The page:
Of course, these successes don’t happen overnight, and while programs should strive for zero-waste seasons, patience is important.  It took three years to achieve a zero-waste baseball season according to Lichterman. “We spent three years tweaking the system not only from season-to-season, but also from game-to-game. We worked with all stakeholders from fans to staff to sponsors to operational partners to take advantage of every opportunity to improve.” Creating success stories in sports like baseball and softball can build a proof of concept to legitimize your work, recruit sponsors, and have a functional model for approaching bigger sports like football.

They continued their success in zero waste at Darrell K Royal – Texas Memorial Stadium during the 2017 football season.  Before the football season began, the school’s sustainability team set out a few goals in their quest achieve zero waste:

  • Figure out a system to sort waste on-site during the game
  • Increase the number of volunteers to help educate fans and sort the waste
  • Create a food recovery program to donate unused food from gameday
  • Develop a communications plan to share our sustainability story

While these weren’t their only goals, putting forth a strategic plan is a wonderful way to organize your stakeholder network around actionable objectives that can help track, measure, and guide your future sustainability efforts.

Their efforts were a smashing success, and they achieved many of their initial objectives, including:

  • Recruiting almost 700 people to donate 2,700 volunteer hours over the course of the season
  • Donating over 3,000 meals to Central Texas families in need through their food recovery program
  • Decreasing landfill waste by over 200,000 pounds
  • Developing a unique social media presence through @TxSportsSustain (twitter) and @bleedorangelivegreen (Instagram).

The Longhorns also increased their overall diversion to about 50%, which is no small feat for a stadium holding over 100,000 fans on any given gameday. They plan to continue their ambitious path towards zero was by targeting a 70% diversion rate next season.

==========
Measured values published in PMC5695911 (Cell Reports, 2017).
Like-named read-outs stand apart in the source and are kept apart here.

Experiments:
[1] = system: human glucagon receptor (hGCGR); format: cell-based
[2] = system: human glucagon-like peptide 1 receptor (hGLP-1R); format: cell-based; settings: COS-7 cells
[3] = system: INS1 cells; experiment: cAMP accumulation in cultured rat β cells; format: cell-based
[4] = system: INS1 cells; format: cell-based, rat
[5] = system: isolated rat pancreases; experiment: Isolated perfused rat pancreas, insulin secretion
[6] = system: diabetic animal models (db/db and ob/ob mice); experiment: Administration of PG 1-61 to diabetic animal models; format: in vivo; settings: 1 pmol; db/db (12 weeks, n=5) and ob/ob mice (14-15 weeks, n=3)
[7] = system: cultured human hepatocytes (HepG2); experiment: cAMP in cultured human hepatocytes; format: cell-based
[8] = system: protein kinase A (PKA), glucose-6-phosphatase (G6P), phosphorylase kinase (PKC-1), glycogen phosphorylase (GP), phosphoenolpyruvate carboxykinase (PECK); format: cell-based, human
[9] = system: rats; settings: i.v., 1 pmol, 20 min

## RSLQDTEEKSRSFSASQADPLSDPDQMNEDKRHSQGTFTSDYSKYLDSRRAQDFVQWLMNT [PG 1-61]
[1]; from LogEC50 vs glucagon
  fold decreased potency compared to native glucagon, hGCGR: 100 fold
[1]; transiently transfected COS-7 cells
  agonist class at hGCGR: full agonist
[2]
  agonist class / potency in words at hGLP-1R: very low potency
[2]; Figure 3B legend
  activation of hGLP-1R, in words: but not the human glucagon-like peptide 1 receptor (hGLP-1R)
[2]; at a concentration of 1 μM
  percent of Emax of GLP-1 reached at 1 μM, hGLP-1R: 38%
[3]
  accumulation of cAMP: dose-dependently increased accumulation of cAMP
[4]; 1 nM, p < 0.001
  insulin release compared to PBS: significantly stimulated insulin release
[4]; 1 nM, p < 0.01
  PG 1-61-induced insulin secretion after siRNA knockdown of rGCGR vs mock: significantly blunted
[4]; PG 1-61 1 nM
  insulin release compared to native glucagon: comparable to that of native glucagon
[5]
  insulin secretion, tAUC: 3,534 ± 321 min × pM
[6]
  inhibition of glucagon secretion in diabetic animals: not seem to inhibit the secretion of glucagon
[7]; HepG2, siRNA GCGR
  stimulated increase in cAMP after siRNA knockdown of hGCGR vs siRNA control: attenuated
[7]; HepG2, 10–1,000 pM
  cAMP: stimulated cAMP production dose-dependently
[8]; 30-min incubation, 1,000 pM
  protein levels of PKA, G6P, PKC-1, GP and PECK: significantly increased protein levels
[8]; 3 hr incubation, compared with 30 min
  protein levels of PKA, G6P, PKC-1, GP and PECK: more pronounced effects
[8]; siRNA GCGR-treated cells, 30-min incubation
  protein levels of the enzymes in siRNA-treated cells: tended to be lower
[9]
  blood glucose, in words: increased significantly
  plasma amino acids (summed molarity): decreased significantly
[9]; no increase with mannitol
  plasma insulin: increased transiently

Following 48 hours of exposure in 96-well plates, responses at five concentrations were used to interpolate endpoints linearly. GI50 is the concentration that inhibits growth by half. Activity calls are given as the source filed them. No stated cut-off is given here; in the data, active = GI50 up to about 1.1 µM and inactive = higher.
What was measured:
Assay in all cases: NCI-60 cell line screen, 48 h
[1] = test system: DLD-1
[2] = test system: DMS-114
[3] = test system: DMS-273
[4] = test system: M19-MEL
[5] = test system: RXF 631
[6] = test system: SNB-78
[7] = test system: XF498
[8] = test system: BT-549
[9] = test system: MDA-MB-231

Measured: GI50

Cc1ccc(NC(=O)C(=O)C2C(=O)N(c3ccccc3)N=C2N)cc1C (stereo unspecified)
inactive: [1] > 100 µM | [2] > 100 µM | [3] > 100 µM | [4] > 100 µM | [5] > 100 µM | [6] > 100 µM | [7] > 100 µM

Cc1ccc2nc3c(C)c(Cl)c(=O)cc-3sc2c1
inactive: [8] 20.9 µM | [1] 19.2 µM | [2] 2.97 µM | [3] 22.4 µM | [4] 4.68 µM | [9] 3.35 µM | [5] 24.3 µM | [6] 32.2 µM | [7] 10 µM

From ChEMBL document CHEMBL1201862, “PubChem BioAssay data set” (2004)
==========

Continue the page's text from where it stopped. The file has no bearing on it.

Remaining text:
Sustainability Squad at The University of Texas at Austin

Sustainability Squad at The University of Texas at Austin

2018 is sure to be another exciting year for the Longhorns, with ample plans to further expand their sport and sustainability success. Lichterman has taken us behind the curtain about what we may expect in the future, including “creating water and energy conservation programs which aim to close the loop in some of their current operations.”

We’re all thrilled to see these projects develop and support the Longhorns in their pursuit of Zero Waste and achieving other sustainability objectives.

To learn more about their efforts and how to get involved visit:

Videoboard image at a University of Texas at Austin football game during the 2017 season.

Videoboard image at a University of Texas at Austin football game during the 2017 season.

March/April issue of Facilities Manager magazine

APPA Facilities Manager

APPA has just published the March/April issue of Facilities Manager magazine, which includes a compilation of 36 campus best practices in sustainability and environmental stewardship and education.  These short case studies show a great variety of innovation, collaboration, and success from institutions large and small throughout North America.

2018.03.28-APPA March-April Issue-IMAGE

 

Click here to view the full issue.